Cancer patient Kim Lauerman poses for a portrait in her home Wednesday, June 26, 2019, in Alpharetta, Ga. After Lauerman was diagnosed with ovarian cancer, doctors wanted to give her a drug that helps prevent infections and fever during chemotherapy. Her insurer said no. Doctors say they worry about the growing influence insurers have over patient care. They say treatment delays and the problems they create are becoming common because routine things like imaging exams or prescriptions now require insurer approval first. (AP Photo/John Bazemore)

Hurry up and wait: Docs say insurers increasingly interfere

July 29, 2019 - 1:47 pm

Doctors say they worry about the growing influence insurers have over patient care.

Some are finding that they need more approvals from insurance companies before their patients can get routine things like medical scans or some prescriptions. That can postpone care for a few days or even weeks.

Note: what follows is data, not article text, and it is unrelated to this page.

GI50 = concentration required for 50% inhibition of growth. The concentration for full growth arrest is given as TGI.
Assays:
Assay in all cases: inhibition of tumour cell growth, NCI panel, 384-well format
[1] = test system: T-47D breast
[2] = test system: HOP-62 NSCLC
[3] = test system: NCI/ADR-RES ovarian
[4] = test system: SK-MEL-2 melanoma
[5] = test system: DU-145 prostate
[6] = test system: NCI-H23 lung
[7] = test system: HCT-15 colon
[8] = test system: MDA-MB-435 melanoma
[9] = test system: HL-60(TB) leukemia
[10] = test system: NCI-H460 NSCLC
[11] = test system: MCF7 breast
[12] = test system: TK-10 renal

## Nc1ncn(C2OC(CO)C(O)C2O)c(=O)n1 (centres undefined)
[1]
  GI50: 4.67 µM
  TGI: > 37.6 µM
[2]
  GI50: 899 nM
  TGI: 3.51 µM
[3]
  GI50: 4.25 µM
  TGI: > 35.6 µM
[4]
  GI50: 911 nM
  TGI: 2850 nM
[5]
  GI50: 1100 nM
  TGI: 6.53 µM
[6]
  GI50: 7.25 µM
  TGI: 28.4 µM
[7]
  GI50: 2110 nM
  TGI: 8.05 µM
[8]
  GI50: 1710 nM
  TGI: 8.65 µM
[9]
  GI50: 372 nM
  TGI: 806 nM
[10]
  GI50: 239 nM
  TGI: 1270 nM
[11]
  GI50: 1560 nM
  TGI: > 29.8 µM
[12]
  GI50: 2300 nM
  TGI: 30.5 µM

No independent research tracks how frequently insurance issues affect care nationally, but doctors say they've seen a marked increase in difficulties the last few years.

Insurers say they are reviewing more cases, and they follow guidelines set by medical societies when they make coverage decisions. They say they need to make sure patients receive the right care and guard against problems that can drive up costs.

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